'John Brown' Looks at the Cost of Freedom: A Truly American Opera about the Struggle to End Slavery
Patterson, Margot, National Catholic Reporter
He was an abolitionist, a man of faith and in today's terms a terrorist. John Brown, the fierce foe of slavery who launched a raid on the U.S. arsenal at Harpers Ferry, Va., in 1859 in a vain effort to arm and liberate the slaves of Virginia and thence the South, is the subject of a new opera. Composed and written by Kirke Mechem, "John Brown" had its world premiere May 3 at the Lyric Theatre in Kansas City, Mo., not far from "Bloody Kansas" where the opera opens.
For opera buffs, indeed for anyone interested in the drama of moral choice, "John Brown" rewards attendance. The opera features a lush choral score drawn from American hymns and folk music. It works as theater, with the case for and against violence on behalf of a noble cause presented in all its complexity. What unfolds on stage over the course of a nearly three-hour production is a historical drama that seems strikingly contemporary in its concern with individuals taking up arms against the state and the religious warrant for this. With its strong score and story, the opera is likely to become a standard in the operatic repertoire.
Mr. Mechem took nearly 20 years to complete "John Brown." He said his intention in writing the opera was to offer a warning to society of the consequences of repression. "We must finally learn that injustice is the mother of catastrophe," he wrote in an essay about the opera called "Why John Brown?"
The opera opens in 1855 in Lawrence, Kan., as pro- and anti-slavery forces do baffle over whether Kansas will enter the union as a free state or a slave state. The character of Martha pleads with her france, John Brown's son Oliver, to leave town to avoid the bloodshed that is threatening. Martha and her brother, Tom, are pacifists and say they want no truck with "politics."
Like the pro-slavery border ruffians who are harassing them, the free-state settlers in Lawrence are divided between those who advocate violence and those who wish to keep things peaceful. Tellingly, John Brown's first words when he comes onstage echo Jesus' words in the Gospel of Matthew: "Think not that I come to send peace on earth; not peace but a sword." -Brown's opinion about whether the settlers should fight is unequivocal: "What kind of peace can you possibly make with slavery?" asks Brown.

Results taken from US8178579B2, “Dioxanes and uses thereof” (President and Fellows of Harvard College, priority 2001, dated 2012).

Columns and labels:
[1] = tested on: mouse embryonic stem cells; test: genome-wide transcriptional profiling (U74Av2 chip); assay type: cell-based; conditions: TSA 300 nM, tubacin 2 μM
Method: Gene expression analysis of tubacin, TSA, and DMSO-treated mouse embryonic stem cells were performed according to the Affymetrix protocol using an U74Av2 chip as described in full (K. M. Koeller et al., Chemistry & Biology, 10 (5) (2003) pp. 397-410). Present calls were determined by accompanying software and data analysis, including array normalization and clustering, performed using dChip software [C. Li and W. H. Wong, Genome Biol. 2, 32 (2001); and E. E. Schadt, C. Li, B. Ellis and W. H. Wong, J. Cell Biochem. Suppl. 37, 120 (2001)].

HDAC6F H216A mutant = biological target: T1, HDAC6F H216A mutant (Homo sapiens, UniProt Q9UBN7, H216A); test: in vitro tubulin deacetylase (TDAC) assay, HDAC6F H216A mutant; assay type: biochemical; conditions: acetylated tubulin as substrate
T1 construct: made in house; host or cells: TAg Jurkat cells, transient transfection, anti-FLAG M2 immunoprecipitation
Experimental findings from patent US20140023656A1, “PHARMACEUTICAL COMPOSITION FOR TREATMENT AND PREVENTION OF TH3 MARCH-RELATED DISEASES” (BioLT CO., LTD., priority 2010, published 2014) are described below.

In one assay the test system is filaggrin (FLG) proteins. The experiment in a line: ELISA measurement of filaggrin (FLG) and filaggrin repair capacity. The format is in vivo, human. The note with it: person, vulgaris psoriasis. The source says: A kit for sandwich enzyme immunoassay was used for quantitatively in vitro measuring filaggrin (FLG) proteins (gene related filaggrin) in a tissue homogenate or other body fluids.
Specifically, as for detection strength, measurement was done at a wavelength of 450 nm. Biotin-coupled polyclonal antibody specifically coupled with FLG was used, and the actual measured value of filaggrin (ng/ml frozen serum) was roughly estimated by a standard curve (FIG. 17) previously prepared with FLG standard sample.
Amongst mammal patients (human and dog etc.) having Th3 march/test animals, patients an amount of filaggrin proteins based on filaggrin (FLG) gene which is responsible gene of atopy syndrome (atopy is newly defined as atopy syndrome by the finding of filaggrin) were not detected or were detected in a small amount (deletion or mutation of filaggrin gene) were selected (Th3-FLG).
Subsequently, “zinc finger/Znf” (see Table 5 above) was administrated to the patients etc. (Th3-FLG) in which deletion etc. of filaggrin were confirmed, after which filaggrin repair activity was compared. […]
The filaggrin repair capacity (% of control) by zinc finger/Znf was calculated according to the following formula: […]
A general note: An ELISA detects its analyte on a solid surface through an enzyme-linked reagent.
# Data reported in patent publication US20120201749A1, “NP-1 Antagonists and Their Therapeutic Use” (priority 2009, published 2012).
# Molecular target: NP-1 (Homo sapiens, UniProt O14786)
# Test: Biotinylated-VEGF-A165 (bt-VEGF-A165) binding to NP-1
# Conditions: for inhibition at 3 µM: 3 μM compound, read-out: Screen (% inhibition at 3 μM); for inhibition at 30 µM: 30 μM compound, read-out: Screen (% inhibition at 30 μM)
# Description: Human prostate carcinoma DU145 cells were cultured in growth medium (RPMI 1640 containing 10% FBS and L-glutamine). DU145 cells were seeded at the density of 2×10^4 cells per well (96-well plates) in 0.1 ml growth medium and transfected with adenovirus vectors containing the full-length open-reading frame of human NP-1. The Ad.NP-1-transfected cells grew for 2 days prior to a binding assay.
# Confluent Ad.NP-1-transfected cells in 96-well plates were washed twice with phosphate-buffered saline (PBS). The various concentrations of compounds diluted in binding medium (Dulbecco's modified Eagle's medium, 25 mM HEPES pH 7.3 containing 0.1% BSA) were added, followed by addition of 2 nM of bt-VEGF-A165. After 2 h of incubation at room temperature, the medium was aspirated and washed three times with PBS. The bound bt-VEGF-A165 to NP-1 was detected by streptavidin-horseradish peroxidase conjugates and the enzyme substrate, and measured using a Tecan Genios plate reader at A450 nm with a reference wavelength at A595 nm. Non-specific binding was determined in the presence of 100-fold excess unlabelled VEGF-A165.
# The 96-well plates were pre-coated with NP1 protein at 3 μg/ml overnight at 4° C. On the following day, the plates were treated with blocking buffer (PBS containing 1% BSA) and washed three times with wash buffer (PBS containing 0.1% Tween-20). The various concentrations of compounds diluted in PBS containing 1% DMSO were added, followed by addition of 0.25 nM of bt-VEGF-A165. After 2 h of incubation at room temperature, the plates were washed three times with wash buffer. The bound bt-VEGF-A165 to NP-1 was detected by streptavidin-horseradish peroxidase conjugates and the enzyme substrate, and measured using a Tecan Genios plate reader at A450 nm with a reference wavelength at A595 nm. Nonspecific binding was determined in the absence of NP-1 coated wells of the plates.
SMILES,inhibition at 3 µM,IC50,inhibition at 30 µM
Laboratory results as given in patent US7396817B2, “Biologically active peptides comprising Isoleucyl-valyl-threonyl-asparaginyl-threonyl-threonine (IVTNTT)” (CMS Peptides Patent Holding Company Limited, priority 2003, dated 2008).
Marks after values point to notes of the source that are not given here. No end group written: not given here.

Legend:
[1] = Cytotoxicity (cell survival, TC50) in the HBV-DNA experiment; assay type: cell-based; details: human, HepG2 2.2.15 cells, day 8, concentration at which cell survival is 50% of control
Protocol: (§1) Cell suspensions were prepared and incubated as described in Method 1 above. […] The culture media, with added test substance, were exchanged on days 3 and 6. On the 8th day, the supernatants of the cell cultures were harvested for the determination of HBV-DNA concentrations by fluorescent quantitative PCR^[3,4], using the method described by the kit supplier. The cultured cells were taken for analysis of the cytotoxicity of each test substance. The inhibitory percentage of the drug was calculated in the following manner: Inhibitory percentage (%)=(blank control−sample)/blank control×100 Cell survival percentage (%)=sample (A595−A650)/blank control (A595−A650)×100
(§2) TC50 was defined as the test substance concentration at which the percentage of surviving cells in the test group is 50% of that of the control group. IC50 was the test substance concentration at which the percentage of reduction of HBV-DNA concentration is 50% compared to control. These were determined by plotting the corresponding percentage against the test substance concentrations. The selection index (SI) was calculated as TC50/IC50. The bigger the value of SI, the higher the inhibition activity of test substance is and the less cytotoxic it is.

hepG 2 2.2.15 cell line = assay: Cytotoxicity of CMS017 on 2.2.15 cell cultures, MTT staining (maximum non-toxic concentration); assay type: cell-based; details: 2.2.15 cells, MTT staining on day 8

The tension between the desire for peace and the desire for justice animates the opera. No easy answers are provided. Pacifists (Christian and otherwise) are just as likely to have their convictions challenged by the opera as those who would summarily dismiss Brown as a zealot or religious extremist. The opera's frequent biblical allusions make clear the religious faith that nurtured Brown's convictions. Brown saw himself as another Moses called to deliver his people from the sin of slavery. Just as Moses killed a slave master to protect a helpless slave, Brown considered violence justified if it would end the monstrous cruelty of slavery. A man who knew much of the Bible by heart, the abolitionist drew from scripture inspiration for his own actions. Hovering over all the actions in the opera are the clouds of war.
Almost 150 years after his death, Brown remains a controversial figure. In part, it was to clear away the legends surrounding him that the composer says he wrote "John Brown." Born in Wichita, Kan., in 1925, Mr. Mechem spent much of his youth in Topeka, Kan., where his father was head of the Kansas State Historical Society. Kirke Field Mechem wrote a radio play, "John Brown," that won an award for verse drama in 1938 and was broadcast on national radio.
Twenty-five years later, his son was living in Vienna when he considered writing an opera. "My thoughts immediately turned to John Brown," he wrote. It took another 10 years before he seriously sat down to write, however. At the time, he turned to his father, then over 80, for a libretto. Eventually, however, the father's and son's views of John Brown proved too divergent to reconcile. …